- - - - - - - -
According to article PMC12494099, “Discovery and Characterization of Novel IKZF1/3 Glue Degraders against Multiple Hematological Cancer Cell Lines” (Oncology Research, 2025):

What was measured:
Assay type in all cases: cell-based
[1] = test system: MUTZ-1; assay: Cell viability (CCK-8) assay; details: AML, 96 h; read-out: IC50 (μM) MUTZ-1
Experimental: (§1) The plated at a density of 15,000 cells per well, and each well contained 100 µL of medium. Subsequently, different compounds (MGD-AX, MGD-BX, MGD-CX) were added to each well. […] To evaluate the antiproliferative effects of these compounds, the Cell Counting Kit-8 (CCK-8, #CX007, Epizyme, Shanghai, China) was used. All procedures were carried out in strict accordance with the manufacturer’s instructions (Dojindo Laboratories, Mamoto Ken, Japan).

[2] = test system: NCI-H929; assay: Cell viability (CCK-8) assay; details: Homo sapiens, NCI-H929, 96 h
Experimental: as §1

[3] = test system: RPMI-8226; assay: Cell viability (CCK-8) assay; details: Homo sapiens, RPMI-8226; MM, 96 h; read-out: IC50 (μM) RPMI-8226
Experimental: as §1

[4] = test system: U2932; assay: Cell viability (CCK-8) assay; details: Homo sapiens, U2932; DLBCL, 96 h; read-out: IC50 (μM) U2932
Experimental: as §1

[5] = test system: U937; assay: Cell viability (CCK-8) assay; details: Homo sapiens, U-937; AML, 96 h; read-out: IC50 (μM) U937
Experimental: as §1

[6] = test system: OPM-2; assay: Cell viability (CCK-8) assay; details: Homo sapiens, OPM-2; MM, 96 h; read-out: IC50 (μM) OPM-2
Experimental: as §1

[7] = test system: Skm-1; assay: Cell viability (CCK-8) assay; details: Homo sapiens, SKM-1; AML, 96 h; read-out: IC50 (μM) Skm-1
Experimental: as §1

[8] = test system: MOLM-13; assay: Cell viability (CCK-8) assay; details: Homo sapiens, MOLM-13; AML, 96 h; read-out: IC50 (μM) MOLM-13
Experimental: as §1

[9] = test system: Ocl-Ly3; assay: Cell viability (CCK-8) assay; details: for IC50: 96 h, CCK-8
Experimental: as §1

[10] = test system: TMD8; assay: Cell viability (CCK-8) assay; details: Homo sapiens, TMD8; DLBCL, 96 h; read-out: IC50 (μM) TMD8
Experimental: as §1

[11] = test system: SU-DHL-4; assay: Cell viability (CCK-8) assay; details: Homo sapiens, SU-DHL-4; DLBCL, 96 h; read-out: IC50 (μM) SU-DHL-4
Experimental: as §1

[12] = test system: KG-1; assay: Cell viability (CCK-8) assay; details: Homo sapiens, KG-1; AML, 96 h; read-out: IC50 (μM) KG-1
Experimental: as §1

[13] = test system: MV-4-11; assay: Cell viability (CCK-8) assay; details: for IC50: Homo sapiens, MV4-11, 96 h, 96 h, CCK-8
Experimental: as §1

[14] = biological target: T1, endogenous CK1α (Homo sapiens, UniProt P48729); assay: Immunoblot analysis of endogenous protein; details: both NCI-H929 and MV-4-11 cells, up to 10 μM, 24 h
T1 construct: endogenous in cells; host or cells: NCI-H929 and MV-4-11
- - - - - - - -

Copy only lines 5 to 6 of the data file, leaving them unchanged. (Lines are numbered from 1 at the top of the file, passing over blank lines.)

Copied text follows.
Experimental: (§1) The plated at a density of 15,000 cells per well, and each well contained 100 µL of medium. Subsequently, different compounds (MGD-AX, MGD-BX, MGD-CX) were added to each well. […] To evaluate the antiproliferative effects of these compounds, the Cell Counting Kit-8 (CCK-8, #CX007, Epizyme, Shanghai, China) was used. All procedures were carried out in strict accordance with the manufacturer’s instructions (Dojindo Laboratories, Mamoto Ken, Japan).

[2] = test system: NCI-H929; assay: Cell viability (CCK-8) assay; details: Homo sapiens, NCI-H929, 96 h